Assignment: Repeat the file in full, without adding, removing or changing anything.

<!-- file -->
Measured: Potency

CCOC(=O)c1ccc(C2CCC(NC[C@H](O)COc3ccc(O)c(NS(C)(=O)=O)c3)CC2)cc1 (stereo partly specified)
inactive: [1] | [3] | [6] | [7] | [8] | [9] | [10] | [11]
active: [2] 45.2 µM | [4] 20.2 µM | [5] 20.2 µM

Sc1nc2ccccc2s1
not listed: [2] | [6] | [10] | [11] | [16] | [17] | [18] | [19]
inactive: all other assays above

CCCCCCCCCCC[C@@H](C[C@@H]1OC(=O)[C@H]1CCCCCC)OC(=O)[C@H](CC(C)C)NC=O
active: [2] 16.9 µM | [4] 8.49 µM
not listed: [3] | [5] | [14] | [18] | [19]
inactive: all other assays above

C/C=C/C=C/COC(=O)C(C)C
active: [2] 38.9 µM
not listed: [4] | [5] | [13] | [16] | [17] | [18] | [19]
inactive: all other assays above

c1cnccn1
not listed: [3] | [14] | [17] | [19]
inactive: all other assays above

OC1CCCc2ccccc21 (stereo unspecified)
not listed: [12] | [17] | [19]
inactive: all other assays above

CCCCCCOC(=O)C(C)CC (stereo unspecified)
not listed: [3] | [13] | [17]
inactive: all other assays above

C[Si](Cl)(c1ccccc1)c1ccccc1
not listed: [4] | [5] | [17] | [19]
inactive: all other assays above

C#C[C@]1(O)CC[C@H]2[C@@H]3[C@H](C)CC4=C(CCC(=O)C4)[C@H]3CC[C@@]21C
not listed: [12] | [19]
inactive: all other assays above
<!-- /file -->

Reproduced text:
Measured: Potency

CCOC(=O)c1ccc(C2CCC(NC[C@H](O)COc3ccc(O)c(NS(C)(=O)=O)c3)CC2)cc1 (stereo partly specified)
inactive: [1] | [3] | [6] | [7] | [8] | [9] | [10] | [11]
active: [2] 45.2 µM | [4] 20.2 µM | [5] 20.2 µM

Sc1nc2ccccc2s1
not listed: [2] | [6] | [10] | [11] | [16] | [17] | [18] | [19]
inactive: all other assays above

CCCCCCCCCCC[C@@H](C[C@@H]1OC(=O)[C@H]1CCCCCC)OC(=O)[C@H](CC(C)C)NC=O
active: [2] 16.9 µM | [4] 8.49 µM
not listed: [3] | [5] | [14] | [18] | [19]
inactive: all other assays above

C/C=C/C=C/COC(=O)C(C)C
active: [2] 38.9 µM
not listed: [4] | [5] | [13] | [16] | [17] | [18] | [19]
inactive: all other assays above

c1cnccn1
not listed: [3] | [14] | [17] | [19]
inactive: all other assays above

OC1CCCc2ccccc21 (stereo unspecified)
not listed: [12] | [17] | [19]
inactive: all other assays above

CCCCCCOC(=O)C(C)CC (stereo unspecified)
not listed: [3] | [13] | [17]
inactive: all other assays above

C[Si](Cl)(c1ccccc1)c1ccccc1
not listed: [4] | [5] | [17] | [19]
inactive: all other assays above

C#C[C@]1(O)CC[C@H]2[C@@H]3[C@H](C)CC4=C(CCC(=O)C4)[C@H]3CC[C@@]21C
not listed: [12] | [19]
inactive: all other assays above